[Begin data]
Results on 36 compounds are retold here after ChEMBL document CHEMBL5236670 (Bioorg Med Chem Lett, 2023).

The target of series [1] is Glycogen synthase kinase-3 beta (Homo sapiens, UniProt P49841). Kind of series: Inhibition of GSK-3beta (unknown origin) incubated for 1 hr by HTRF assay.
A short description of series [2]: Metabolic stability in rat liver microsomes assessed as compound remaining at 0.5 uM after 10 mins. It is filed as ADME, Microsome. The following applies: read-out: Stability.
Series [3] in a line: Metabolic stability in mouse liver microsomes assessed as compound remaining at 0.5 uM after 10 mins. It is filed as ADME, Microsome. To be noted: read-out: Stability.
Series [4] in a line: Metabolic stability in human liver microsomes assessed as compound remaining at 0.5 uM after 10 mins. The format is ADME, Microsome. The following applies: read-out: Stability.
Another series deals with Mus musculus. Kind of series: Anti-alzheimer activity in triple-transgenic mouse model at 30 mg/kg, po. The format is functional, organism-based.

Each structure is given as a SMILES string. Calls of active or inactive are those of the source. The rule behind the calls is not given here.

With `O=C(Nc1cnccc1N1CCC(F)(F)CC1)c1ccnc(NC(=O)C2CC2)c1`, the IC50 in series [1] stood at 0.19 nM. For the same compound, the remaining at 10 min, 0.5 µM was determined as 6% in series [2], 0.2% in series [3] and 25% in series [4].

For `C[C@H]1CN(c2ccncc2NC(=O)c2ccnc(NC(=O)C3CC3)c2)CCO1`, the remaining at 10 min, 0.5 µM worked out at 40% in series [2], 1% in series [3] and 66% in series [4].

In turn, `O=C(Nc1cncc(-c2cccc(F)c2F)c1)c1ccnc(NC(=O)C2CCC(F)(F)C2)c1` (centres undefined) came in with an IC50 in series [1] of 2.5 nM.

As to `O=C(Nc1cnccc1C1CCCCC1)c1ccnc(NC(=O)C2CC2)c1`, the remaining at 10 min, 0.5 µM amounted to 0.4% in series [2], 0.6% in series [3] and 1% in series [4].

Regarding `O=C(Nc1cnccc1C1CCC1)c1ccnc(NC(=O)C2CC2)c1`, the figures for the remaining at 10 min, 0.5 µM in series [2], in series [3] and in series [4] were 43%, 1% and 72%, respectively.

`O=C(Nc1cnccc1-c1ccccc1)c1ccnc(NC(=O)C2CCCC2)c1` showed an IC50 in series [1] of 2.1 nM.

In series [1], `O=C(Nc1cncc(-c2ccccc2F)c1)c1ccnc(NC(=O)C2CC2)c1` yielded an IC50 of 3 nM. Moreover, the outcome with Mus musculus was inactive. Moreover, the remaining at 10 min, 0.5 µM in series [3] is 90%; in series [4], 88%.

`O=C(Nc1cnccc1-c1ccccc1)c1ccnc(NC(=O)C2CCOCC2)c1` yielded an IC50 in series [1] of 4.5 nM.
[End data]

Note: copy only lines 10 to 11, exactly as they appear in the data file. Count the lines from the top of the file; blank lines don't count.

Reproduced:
In turn, `O=C(Nc1cncc(-c2cccc(F)c2F)c1)c1ccnc(NC(=O)C2CCC(F)(F)C2)c1` (centres undefined) came in with an IC50 in series [1] of 2.5 nM.

As to `O=C(Nc1cnccc1C1CCCCC1)c1ccnc(NC(=O)C2CC2)c1`, the remaining at 10 min, 0.5 µM amounted to 0.4% in series [2], 0.6% in series [3] and 1% in series [4].